Closely related to the pharmacokinetics and pharmacodynamics of medications is the field of pharmacogenetics and pharmacogenomics. Simply, pharmacogenetics refers to how single genes and their polymorphisms altar the effect of a drug and pharmacogenomics refers to how the individual’s whole genome affects the action of a drug (105), both of which contribute to the interindividual variable response to drug regimens. Within lung transplantation, Burckart et al. has provided an excellent review of specific gene polymorphisms such as CYP3A5 and ABCB1 as well as biomarkers that have had clinical implications (106). As an example, Zheng et al. studied polymorphisms in cytochrome P4503A and found that lung transplant recipients who were CYP3A5*1 expressors had an increased tacrolimus dose requirement compared to CYP3A5*3 nonexpressor genotypes (107). As additional gene polymorphisms and biomarkers are discovered, pharmacogenetics and pharmacogenomics hold the promise of drug individualization that is tailored to each specific patient with the hopes of improving their long-term outcomes.
Infection is common in lung transplantation and remains a significant cause of death throughout the lifetime of the recipient (2). Two assays, the ImmuKnow® immune cell function assay and an assay that measures plasma IFN-γ have been developed to assess the global immune competence of the immunosuppressed host. Neither test correlates well with immunosuppression drug levels, but there was a correlation between low levels of global immune function and increased infectious risk and high levels correlated with rejection (108-112). However, the data is conflicting regarding the sensitivity of identifying infectious risk and the ImmuKnow® assay has poor specificity. No prospective, randomized trials have been performed utilizing these assays to modify immunosuppression doses. Clinical utility of these assays may be best used to serially monitor patients who have had recurrent infections.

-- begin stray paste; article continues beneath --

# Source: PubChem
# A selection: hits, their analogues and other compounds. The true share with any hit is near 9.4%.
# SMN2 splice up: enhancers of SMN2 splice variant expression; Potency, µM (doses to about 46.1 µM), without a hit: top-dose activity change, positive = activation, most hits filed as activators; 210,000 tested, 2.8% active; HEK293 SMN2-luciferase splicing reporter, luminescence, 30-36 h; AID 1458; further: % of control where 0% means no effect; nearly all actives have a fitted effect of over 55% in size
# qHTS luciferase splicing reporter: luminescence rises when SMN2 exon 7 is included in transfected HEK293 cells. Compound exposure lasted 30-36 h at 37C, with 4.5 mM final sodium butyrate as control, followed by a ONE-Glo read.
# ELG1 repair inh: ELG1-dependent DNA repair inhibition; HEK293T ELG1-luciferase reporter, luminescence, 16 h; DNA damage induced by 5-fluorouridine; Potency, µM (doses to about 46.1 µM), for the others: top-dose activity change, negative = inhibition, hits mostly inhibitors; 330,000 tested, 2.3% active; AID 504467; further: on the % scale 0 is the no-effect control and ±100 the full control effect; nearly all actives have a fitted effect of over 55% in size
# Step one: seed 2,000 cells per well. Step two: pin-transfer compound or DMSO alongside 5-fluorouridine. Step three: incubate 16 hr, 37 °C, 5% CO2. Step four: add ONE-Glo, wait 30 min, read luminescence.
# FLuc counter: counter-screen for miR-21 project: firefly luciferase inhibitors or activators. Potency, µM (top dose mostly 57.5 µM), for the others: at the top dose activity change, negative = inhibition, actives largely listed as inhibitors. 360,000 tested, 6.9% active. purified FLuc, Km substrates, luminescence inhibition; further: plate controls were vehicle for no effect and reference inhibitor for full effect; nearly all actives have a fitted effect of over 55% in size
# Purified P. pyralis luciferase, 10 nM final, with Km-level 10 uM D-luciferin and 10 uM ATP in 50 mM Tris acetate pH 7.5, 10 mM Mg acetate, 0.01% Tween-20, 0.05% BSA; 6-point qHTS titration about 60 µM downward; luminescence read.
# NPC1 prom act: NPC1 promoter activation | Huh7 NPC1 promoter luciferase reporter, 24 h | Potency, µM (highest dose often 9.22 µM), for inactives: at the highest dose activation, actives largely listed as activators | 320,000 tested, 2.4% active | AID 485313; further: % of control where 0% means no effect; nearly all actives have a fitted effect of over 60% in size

The number of lung transplants performed continues to increase with improved median survival since the advent of successful lung transplantation in 1983. However, overall survival is impeded by acute rejection, CLAD, infections, and comorbidities, as a result of the adverse effects of immunosuppressive therapy. Transplantation physicians optimize current available therapy to each individual patient but challenges and questions regarding the optimal immunosuppressive strategy remain. Although large randomized trials may help to identify the ideal immunosuppressive regimen for the adult lung transplant population, further research is needed to grow the immunosuppressive armamentarium and develop clinical tools to individualize therapy. Thus, the future direction of immunosuppressive strategies should consider the interindividual variability in response to drug regimens to improve the long-term success of lung transplantation.
Provenance and Peer Review: This article was commissioned by the Guest Editors (Masaaki Sato and Dong Tian) for the series “Strategies to Achieve Long-Term Success of Lung Transplantation” published in Annals of Translational Medicine. The article was sent for external peer review organized by the Guest Editors and the editorial office.
Conflicts of Interest: The series “Strategies to Achieve Long-Term Success of Lung Transplantation” was commissioned by the editorial office without any funding or sponsorship. The authors have no conflicts of interest to declare.
Ethical Statement: The authors are accountable for all aspects of the work in ensuring that questions related to the accuracy or integrity of any part of the work are appropriately investigated and resolved.